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Suites #1​-​9

by St Celfer™

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  • Streaming + Download

    Includes unlimited streaming via the free Bandcamp app, plus high-quality download in MP3, FLAC and more.

    My original release on Bandcamp (2021) that I presented as a listening copy to accompany an art installation requiring 16 sound outputs (2019).

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    "St Celfer deploys a kaleidoscopic assortment of varied electronic textures with associated melodic motives in an free, improvisatory fashion, recalling landmark jazz fusion and minimalist albums of the late 1960s and early 1970s such as Miles Davis’s Bitches Brew and Terry Riley’s A Rainbow in Curved Air."
    Purchasable with gift card

      $36 USD

     

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about

"At times it reminds me of Charles Ives with several ensembles playing simultaneously, and motifs fading in and out of our attention."
--Tom Moody

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On Breaking the Square: A Conversation between John Parker and Tom Moody: www.tommoody.us/archives/2020/12/04/on-breaking-the-square-a-conversation-between-john-parker-and-tom-moody/

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Despite these tracks best being listened through the 4D instrument, this album, in 2 channels, does tell a story:

1. This Suite was the raw experimentation on how to present 16 tracks on 16 speakers pointed in different directions. The tracks get longer in an effort to become musical pieces.

2. After a break these are the first works that are intact, individual musical pieces. They get shorter in an effort to become more varied and complex, again pushing the boundaries of what this unique environment and situation could provide.

3. After another shorter break, I made fast work of 6 songs in a sad, happy, repeat, simple structure.

4. Things are moving fast here, too, and the songs are the most 'pop' the Suites ever get. Ditty is a great example, similarly named as above, it was the happiest of the happy tracks. Dirge is the saddest. In fact most of the source material was written live in 2006 when I had piles of vintage analog and 'cutting edge' digital gear spread across my 2000 sq/ft New York studio. I enjoyed it but had to make ends meet and eventually moved from gentrified Williamsburg.

5. The first five Suites that would be exhibited live in São Paulo culminate with this album, a return to more experimental work not on a bpm. The titles are simple.

6. I picked up from Suite #5 in the midst of a pandemic and lockdown after a break. These are tracks I was itching to make.

7. Music that could only be made in extreme isolation with time to work and in a dark mood but happy to create.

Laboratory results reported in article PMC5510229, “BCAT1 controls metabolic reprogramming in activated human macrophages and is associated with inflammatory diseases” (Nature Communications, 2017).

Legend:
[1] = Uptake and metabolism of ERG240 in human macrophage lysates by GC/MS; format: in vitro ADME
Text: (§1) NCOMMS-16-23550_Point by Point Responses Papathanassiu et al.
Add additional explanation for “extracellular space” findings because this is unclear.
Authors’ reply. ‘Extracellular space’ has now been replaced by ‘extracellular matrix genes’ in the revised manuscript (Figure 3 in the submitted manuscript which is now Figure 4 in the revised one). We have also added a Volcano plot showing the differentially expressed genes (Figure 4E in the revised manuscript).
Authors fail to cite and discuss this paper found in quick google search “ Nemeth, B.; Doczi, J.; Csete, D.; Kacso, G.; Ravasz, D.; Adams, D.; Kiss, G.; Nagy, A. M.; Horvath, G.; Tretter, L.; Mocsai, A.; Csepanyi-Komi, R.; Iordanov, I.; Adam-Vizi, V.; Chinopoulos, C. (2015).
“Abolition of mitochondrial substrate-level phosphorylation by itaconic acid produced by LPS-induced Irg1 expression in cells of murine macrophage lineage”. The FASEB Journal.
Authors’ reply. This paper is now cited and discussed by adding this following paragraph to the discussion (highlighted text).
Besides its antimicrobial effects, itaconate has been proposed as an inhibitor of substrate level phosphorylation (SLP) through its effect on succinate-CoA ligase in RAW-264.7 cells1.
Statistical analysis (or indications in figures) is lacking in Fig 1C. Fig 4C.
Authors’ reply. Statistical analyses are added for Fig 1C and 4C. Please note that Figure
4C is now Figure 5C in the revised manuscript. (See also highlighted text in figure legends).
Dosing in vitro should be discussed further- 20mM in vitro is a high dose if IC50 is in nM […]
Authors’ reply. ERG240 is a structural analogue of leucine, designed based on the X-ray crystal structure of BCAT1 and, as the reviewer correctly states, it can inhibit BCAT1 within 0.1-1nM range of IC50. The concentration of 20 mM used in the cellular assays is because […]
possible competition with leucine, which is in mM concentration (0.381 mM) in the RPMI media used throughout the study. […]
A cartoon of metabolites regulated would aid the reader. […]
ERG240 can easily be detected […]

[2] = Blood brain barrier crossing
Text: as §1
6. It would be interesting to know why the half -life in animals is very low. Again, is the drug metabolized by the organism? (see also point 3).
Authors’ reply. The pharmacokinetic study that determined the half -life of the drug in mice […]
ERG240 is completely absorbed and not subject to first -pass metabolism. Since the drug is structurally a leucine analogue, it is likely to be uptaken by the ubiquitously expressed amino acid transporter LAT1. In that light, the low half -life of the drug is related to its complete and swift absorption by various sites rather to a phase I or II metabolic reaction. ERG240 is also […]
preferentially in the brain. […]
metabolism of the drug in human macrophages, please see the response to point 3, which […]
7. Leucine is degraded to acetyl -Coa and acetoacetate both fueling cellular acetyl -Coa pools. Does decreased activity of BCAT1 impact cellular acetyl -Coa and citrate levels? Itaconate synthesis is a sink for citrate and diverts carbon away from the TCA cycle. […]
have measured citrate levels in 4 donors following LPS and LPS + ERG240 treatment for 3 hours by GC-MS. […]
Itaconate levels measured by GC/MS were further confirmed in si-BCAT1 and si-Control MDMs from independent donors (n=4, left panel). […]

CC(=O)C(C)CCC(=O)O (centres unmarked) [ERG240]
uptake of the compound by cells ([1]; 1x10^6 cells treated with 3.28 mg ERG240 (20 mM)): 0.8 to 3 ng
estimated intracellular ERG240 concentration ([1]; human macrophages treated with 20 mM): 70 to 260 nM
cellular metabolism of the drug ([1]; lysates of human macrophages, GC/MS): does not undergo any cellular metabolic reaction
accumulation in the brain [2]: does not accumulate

8. Protests are in the streets of Seattle with police cars burning outside my window. The iconic 'March of the Covids' is published.

9. This is the culmination of this project having the most complex arrangements that begin to pull away on their own from the cohesiveness of this massive album. It was time to close this chapter and make a new album which would later be "51".

Each Suite serves as an LP side.

credits

released October 28, 2021

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photo by Marcus Leoni

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MUSIC VIDEO:
VEVO: youtu.be/JbF0LVLRF6s
Apple: music.apple.com/us/music-video/serenade-no-cry/1591322781
TIDAL: tidal.com/video/201659851

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On 'March of the Covids':
Reflecting the swiftness of the virus’s outbreak throughout the world, March of the Covids by St. Celfer moves at a relentless brisk pace and is driven throughout nearly its entire eight minutes and forty-eight seconds by a clicky, sine-tone-like ostinato. Over this insistent rhythmic engine and the repeated, down-pitched sample of a voice intoning “Don’t stop it before I break down. You wouldn’t stop anyway”, St Celfer deploys a kaleidoscopic assortment of varied electronic textures with associated melodic motives in an free, improvisatory fashion, recalling landmark jazz fusion and minimalist albums of the late 1960s and early 1970s such as Miles Davis’s Bitches Brew and Terry Riley’s A Rainbow in Curved Air. With prominent grooves throughout its duration strongly emphasizing the notes G and D, the tonal center of March of the Covids is firmly established at G. While DTMF (Touch-Tone)-like twirling gestures around notes A and B and singing, rubato meanderings around note groups C-G and G-D-E establish the piece’s major mode, hints of a minor mode darkness with the note B flat appear throughout the beginning and most prominently in repeated swells at the two minute mark.
--Derek Kwan

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St Celfer New York, New York

*improvisational compositions on glitch-tronics, treading failure with counterblasts through the vanishing point

*there is a lot of noise today - we just need to hear the music within it

*American & Korean, floats between São Paulo, New York, and Seattle
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